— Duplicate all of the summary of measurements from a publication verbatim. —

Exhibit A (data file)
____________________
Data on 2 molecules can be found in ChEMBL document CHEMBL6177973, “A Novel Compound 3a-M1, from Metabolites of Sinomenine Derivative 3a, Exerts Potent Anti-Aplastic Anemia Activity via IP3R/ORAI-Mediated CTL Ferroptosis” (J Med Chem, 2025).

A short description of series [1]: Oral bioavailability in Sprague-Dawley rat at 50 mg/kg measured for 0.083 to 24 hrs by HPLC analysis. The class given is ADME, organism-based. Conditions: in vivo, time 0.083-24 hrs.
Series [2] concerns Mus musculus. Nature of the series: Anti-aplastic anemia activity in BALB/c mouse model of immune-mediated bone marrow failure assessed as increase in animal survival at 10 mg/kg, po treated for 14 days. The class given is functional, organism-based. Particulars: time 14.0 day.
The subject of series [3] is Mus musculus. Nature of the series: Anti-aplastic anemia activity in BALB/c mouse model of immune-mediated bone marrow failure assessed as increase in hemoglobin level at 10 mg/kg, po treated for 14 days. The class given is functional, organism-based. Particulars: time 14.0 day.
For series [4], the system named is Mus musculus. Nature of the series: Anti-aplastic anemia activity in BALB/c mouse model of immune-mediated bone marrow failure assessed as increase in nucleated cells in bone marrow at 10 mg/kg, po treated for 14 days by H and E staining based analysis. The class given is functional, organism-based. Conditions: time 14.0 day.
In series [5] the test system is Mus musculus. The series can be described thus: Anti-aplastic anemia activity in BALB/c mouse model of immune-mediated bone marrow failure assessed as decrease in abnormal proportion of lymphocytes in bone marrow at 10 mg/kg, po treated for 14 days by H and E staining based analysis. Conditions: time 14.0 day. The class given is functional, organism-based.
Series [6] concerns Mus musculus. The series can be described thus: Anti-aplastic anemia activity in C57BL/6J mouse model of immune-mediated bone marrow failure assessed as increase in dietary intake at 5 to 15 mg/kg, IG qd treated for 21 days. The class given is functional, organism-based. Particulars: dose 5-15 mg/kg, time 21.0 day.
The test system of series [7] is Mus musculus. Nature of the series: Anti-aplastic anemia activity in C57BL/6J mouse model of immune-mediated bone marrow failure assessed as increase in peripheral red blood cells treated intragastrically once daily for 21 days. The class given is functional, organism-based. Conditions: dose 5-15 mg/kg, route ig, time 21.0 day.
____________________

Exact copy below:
Data on 2 molecules can be found in ChEMBL document CHEMBL6177973, “A Novel Compound 3a-M1, from Metabolites of Sinomenine Derivative 3a, Exerts Potent Anti-Aplastic Anemia Activity via IP3R/ORAI-Mediated CTL Ferroptosis” (J Med Chem, 2025).

A short description of series [1]: Oral bioavailability in Sprague-Dawley rat at 50 mg/kg measured for 0.083 to 24 hrs by HPLC analysis. The class given is ADME, organism-based. Conditions: in vivo, time 0.083-24 hrs.
Series [2] concerns Mus musculus. Nature of the series: Anti-aplastic anemia activity in BALB/c mouse model of immune-mediated bone marrow failure assessed as increase in animal survival at 10 mg/kg, po treated for 14 days. The class given is functional, organism-based. Particulars: time 14.0 day.
The subject of series [3] is Mus musculus. Nature of the series: Anti-aplastic anemia activity in BALB/c mouse model of immune-mediated bone marrow failure assessed as increase in hemoglobin level at 10 mg/kg, po treated for 14 days. The class given is functional, organism-based. Particulars: time 14.0 day.
For series [4], the system named is Mus musculus. Nature of the series: Anti-aplastic anemia activity in BALB/c mouse model of immune-mediated bone marrow failure assessed as increase in nucleated cells in bone marrow at 10 mg/kg, po treated for 14 days by H and E staining based analysis. The class given is functional, organism-based. Conditions: time 14.0 day.
In series [5] the test system is Mus musculus. The series can be described thus: Anti-aplastic anemia activity in BALB/c mouse model of immune-mediated bone marrow failure assessed as decrease in abnormal proportion of lymphocytes in bone marrow at 10 mg/kg, po treated for 14 days by H and E staining based analysis. Conditions: time 14.0 day. The class given is functional, organism-based.
Series [6] concerns Mus musculus. The series can be described thus: Anti-aplastic anemia activity in C57BL/6J mouse model of immune-mediated bone marrow failure assessed as increase in dietary intake at 5 to 15 mg/kg, IG qd treated for 21 days. The class given is functional, organism-based. Particulars: dose 5-15 mg/kg, time 21.0 day.
The test system of series [7] is Mus musculus. Nature of the series: Anti-aplastic anemia activity in C57BL/6J mouse model of immune-mediated bone marrow failure assessed as increase in peripheral red blood cells treated intragastrically once daily for 21 days. The class given is functional, organism-based. Conditions: dose 5-15 mg/kg, route ig, time 21.0 day.